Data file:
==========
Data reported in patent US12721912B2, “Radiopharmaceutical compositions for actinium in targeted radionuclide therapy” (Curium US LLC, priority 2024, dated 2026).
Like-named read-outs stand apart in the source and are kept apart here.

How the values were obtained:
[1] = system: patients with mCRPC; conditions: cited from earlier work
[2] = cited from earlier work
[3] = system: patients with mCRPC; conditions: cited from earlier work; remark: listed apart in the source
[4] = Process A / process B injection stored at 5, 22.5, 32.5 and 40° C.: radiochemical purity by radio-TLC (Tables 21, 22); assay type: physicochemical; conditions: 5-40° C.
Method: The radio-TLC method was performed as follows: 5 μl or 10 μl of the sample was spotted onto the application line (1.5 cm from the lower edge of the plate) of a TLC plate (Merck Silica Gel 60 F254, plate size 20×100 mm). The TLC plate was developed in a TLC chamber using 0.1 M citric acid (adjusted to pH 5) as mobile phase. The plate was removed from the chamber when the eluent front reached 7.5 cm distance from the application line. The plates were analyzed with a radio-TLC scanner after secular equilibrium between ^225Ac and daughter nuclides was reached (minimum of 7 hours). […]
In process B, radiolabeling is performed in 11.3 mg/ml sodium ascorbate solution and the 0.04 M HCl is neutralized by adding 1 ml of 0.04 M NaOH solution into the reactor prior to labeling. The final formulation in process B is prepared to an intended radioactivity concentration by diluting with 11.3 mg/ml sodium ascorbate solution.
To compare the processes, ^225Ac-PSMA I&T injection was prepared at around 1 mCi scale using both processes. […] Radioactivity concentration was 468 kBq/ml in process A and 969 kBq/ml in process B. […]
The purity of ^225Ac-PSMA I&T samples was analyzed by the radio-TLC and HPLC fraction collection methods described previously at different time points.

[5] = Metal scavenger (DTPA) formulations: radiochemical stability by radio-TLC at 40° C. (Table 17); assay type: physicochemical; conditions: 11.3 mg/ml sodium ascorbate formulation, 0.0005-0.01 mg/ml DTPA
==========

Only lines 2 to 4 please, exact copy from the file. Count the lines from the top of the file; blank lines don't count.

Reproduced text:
Like-named read-outs stand apart in the source and are kept apart here.

How the values were obtained:
[1] = system: patients with mCRPC; conditions: cited from earlier work